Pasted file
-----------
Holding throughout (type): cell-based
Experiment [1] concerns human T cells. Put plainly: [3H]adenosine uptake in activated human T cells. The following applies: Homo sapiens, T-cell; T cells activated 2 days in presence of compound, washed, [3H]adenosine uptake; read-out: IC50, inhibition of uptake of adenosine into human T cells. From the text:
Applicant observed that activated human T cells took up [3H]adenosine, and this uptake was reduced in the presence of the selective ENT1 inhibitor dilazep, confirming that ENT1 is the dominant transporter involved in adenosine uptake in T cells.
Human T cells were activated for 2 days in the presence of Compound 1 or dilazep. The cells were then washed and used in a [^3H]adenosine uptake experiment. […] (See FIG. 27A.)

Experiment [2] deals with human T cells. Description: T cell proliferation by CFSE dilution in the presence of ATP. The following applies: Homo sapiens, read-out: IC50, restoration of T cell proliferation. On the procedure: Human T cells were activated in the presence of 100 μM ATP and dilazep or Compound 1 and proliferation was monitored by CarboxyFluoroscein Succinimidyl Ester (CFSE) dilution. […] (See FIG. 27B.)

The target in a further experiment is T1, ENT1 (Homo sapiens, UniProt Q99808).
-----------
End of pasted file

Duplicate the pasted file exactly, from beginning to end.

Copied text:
Holding throughout (type): cell-based
Experiment [1] concerns human T cells. Put plainly: [3H]adenosine uptake in activated human T cells. The following applies: Homo sapiens, T-cell; T cells activated 2 days in presence of compound, washed, [3H]adenosine uptake; read-out: IC50, inhibition of uptake of adenosine into human T cells. From the text:
Applicant observed that activated human T cells took up [3H]adenosine, and this uptake was reduced in the presence of the selective ENT1 inhibitor dilazep, confirming that ENT1 is the dominant transporter involved in adenosine uptake in T cells.
Human T cells were activated for 2 days in the presence of Compound 1 or dilazep. The cells were then washed and used in a [^3H]adenosine uptake experiment. […] (See FIG. 27A.)

Experiment [2] deals with human T cells. Description: T cell proliferation by CFSE dilution in the presence of ATP. The following applies: Homo sapiens, read-out: IC50, restoration of T cell proliferation. On the procedure: Human T cells were activated in the presence of 100 μM ATP and dilazep or Compound 1 and proliferation was monitored by CarboxyFluoroscein Succinimidyl Ester (CFSE) dilution. […] (See FIG. 27B.)

The target in a further experiment is T1, ENT1 (Homo sapiens, UniProt Q99808).